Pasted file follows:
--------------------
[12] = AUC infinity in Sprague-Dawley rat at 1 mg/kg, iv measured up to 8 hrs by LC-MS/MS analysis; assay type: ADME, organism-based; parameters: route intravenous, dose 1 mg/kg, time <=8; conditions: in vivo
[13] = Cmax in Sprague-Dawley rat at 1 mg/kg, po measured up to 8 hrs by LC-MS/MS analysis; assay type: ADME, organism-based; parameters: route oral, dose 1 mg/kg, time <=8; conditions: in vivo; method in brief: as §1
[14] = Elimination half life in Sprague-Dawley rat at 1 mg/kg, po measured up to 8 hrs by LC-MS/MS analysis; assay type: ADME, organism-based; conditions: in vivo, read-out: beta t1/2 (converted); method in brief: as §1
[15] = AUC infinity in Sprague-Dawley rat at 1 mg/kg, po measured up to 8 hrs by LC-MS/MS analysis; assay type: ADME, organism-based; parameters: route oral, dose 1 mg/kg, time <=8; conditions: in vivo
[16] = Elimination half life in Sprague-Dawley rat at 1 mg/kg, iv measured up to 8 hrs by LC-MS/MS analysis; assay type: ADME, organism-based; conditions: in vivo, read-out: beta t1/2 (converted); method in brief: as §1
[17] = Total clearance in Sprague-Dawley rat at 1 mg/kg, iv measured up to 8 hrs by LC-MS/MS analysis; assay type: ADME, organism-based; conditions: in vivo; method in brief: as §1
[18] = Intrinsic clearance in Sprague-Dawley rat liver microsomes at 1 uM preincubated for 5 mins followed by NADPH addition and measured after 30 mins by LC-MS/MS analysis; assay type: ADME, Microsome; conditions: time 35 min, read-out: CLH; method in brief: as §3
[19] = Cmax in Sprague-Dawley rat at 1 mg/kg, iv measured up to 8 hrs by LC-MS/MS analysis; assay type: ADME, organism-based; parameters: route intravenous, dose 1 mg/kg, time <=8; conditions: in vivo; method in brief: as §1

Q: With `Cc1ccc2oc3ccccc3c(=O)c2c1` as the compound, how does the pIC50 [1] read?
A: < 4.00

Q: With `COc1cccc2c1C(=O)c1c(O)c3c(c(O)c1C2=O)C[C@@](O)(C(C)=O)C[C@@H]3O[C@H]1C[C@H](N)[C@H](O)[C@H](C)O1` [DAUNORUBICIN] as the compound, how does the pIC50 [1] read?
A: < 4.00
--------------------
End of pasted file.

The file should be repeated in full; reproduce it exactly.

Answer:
[12] = AUC infinity in Sprague-Dawley rat at 1 mg/kg, iv measured up to 8 hrs by LC-MS/MS analysis; assay type: ADME, organism-based; parameters: route intravenous, dose 1 mg/kg, time <=8; conditions: in vivo
[13] = Cmax in Sprague-Dawley rat at 1 mg/kg, po measured up to 8 hrs by LC-MS/MS analysis; assay type: ADME, organism-based; parameters: route oral, dose 1 mg/kg, time <=8; conditions: in vivo; method in brief: as §1
[14] = Elimination half life in Sprague-Dawley rat at 1 mg/kg, po measured up to 8 hrs by LC-MS/MS analysis; assay type: ADME, organism-based; conditions: in vivo, read-out: beta t1/2 (converted); method in brief: as §1
[15] = AUC infinity in Sprague-Dawley rat at 1 mg/kg, po measured up to 8 hrs by LC-MS/MS analysis; assay type: ADME, organism-based; parameters: route oral, dose 1 mg/kg, time <=8; conditions: in vivo
[16] = Elimination half life in Sprague-Dawley rat at 1 mg/kg, iv measured up to 8 hrs by LC-MS/MS analysis; assay type: ADME, organism-based; conditions: in vivo, read-out: beta t1/2 (converted); method in brief: as §1
[17] = Total clearance in Sprague-Dawley rat at 1 mg/kg, iv measured up to 8 hrs by LC-MS/MS analysis; assay type: ADME, organism-based; conditions: in vivo; method in brief: as §1
[18] = Intrinsic clearance in Sprague-Dawley rat liver microsomes at 1 uM preincubated for 5 mins followed by NADPH addition and measured after 30 mins by LC-MS/MS analysis; assay type: ADME, Microsome; conditions: time 35 min, read-out: CLH; method in brief: as §3
[19] = Cmax in Sprague-Dawley rat at 1 mg/kg, iv measured up to 8 hrs by LC-MS/MS analysis; assay type: ADME, organism-based; parameters: route intravenous, dose 1 mg/kg, time <=8; conditions: in vivo; method in brief: as §1

Q: With `Cc1ccc2oc3ccccc3c(=O)c2c1` as the compound, how does the pIC50 [1] read?
A: < 4.00

Q: With `COc1cccc2c1C(=O)c1c(O)c3c(c(O)c1C2=O)C[C@@](O)(C(C)=O)C[C@@H]3O[C@H]1C[C@H](N)[C@H](O)[C@H](C)O1` [DAUNORUBICIN] as the compound, how does the pIC50 [1] read?
A: < 4.00